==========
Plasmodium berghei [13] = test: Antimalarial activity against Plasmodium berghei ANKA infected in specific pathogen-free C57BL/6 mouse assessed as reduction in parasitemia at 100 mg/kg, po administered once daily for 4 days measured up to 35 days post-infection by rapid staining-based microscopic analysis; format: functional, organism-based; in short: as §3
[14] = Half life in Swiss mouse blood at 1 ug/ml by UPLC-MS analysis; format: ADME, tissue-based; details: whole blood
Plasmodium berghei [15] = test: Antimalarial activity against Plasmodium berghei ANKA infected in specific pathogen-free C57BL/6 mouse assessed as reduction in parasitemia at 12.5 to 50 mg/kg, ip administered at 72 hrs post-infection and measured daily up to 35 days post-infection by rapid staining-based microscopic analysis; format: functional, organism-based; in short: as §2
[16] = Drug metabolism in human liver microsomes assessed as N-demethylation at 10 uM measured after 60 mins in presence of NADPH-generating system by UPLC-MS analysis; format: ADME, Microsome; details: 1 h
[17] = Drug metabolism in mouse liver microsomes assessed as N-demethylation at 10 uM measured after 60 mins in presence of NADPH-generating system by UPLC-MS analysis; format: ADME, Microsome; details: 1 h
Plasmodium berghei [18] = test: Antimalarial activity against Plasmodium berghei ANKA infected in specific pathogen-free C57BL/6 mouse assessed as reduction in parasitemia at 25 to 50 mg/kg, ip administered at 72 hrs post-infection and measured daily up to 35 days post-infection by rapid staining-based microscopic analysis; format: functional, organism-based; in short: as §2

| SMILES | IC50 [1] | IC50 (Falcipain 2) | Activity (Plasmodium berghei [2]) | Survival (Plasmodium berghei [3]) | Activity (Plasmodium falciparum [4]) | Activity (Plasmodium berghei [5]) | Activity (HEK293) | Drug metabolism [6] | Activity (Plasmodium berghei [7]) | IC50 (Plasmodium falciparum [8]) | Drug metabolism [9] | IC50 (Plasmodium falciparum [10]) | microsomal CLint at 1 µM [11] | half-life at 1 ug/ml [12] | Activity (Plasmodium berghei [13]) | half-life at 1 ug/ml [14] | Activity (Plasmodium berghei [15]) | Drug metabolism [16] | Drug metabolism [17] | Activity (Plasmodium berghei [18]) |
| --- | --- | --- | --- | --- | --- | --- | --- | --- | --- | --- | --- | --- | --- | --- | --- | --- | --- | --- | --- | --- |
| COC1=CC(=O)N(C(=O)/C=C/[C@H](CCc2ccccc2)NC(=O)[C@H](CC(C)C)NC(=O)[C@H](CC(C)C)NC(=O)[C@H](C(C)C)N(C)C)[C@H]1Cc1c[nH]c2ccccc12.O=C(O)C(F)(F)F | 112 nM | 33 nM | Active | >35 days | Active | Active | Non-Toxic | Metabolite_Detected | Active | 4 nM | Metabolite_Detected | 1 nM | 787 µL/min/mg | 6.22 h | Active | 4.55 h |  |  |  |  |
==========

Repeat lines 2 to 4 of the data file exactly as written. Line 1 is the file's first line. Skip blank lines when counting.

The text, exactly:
[14] = Half life in Swiss mouse blood at 1 ug/ml by UPLC-MS analysis; format: ADME, tissue-based; details: whole blood
Plasmodium berghei [15] = test: Antimalarial activity against Plasmodium berghei ANKA infected in specific pathogen-free C57BL/6 mouse assessed as reduction in parasitemia at 12.5 to 50 mg/kg, ip administered at 72 hrs post-infection and measured daily up to 35 days post-infection by rapid staining-based microscopic analysis; format: functional, organism-based; in short: as §2
[16] = Drug metabolism in human liver microsomes assessed as N-demethylation at 10 uM measured after 60 mins in presence of NADPH-generating system by UPLC-MS analysis; format: ADME, Microsome; details: 1 h